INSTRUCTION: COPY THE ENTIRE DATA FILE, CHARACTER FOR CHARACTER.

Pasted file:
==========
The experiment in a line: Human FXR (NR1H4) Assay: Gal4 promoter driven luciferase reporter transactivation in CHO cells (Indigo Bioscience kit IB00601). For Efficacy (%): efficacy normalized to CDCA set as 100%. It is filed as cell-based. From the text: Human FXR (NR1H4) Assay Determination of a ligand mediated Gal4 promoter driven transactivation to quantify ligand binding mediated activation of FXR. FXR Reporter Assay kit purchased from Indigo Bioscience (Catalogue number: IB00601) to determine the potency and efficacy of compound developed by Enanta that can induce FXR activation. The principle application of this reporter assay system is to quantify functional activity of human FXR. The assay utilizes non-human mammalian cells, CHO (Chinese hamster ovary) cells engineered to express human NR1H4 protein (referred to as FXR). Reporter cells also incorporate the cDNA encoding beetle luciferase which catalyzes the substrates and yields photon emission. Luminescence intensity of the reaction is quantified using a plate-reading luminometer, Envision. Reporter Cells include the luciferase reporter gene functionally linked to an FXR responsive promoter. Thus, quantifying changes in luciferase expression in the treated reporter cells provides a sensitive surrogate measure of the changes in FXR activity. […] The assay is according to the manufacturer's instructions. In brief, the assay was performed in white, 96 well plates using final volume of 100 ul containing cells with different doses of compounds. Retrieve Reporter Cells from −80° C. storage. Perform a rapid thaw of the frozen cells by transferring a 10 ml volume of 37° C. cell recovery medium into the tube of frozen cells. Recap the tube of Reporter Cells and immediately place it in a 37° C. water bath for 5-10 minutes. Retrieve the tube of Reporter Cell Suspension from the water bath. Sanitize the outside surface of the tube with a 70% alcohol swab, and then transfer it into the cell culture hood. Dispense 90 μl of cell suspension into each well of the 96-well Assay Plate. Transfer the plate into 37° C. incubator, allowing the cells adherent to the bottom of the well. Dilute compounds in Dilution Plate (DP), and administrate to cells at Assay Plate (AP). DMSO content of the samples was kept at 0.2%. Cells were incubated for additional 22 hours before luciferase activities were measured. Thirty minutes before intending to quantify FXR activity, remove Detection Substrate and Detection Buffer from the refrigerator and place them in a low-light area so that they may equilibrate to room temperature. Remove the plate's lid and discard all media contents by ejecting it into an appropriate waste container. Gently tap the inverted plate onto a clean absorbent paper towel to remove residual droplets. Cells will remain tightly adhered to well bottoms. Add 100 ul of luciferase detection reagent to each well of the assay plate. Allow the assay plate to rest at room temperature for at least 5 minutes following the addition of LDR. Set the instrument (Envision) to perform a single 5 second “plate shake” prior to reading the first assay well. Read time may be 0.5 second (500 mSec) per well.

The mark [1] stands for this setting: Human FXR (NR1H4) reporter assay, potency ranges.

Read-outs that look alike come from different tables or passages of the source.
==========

The experiment in a line: Human FXR (NR1H4) Assay: Gal4 promoter driven luciferase reporter transactivation in CHO cells (Indigo Bioscience kit IB00601). For Efficacy (%): efficacy normalized to CDCA set as 100%. It is filed as cell-based. From the text: Human FXR (NR1H4) Assay Determination of a ligand mediated Gal4 promoter driven transactivation to quantify ligand binding mediated activation of FXR. FXR Reporter Assay kit purchased from Indigo Bioscience (Catalogue number: IB00601) to determine the potency and efficacy of compound developed by Enanta that can induce FXR activation. The principle application of this reporter assay system is to quantify functional activity of human FXR. The assay utilizes non-human mammalian cells, CHO (Chinese hamster ovary) cells engineered to express human NR1H4 protein (referred to as FXR). Reporter cells also incorporate the cDNA encoding beetle luciferase which catalyzes the substrates and yields photon emission. Luminescence intensity of the reaction is quantified using a plate-reading luminometer, Envision. Reporter Cells include the luciferase reporter gene functionally linked to an FXR responsive promoter. Thus, quantifying changes in luciferase expression in the treated reporter cells provides a sensitive surrogate measure of the changes in FXR activity. […] The assay is according to the manufacturer's instructions. In brief, the assay was performed in white, 96 well plates using final volume of 100 ul containing cells with different doses of compounds. Retrieve Reporter Cells from −80° C. storage. Perform a rapid thaw of the frozen cells by transferring a 10 ml volume of 37° C. cell recovery medium into the tube of frozen cells. Recap the tube of Reporter Cells and immediately place it in a 37° C. water bath for 5-10 minutes. Retrieve the tube of Reporter Cell Suspension from the water bath. Sanitize the outside surface of the tube with a 70% alcohol swab, and then transfer it into the cell culture hood. Dispense 90 μl of cell suspension into each well of the 96-well Assay Plate. Transfer the plate into 37° C. incubator, allowing the cells adherent to the bottom of the well. Dilute compounds in Dilution Plate (DP), and administrate to cells at Assay Plate (AP). DMSO content of the samples was kept at 0.2%. Cells were incubated for additional 22 hours before luciferase activities were measured. Thirty minutes before intending to quantify FXR activity, remove Detection Substrate and Detection Buffer from the refrigerator and place them in a low-light area so that they may equilibrate to room temperature. Remove the plate's lid and discard all media contents by ejecting it into an appropriate waste container. Gently tap the inverted plate onto a clean absorbent paper towel to remove residual droplets. Cells will remain tightly adhered to well bottoms. Add 100 ul of luciferase detection reagent to each well of the assay plate. Allow the assay plate to rest at room temperature for at least 5 minutes following the addition of LDR. Set the instrument (Envision) to perform a single 5 second “plate shake” prior to reading the first assay well. Read time may be 0.5 second (500 mSec) per well.

The mark [1] stands for this setting: Human FXR (NR1H4) reporter assay, potency ranges.

Read-outs that look alike come from different tables or passages of the source.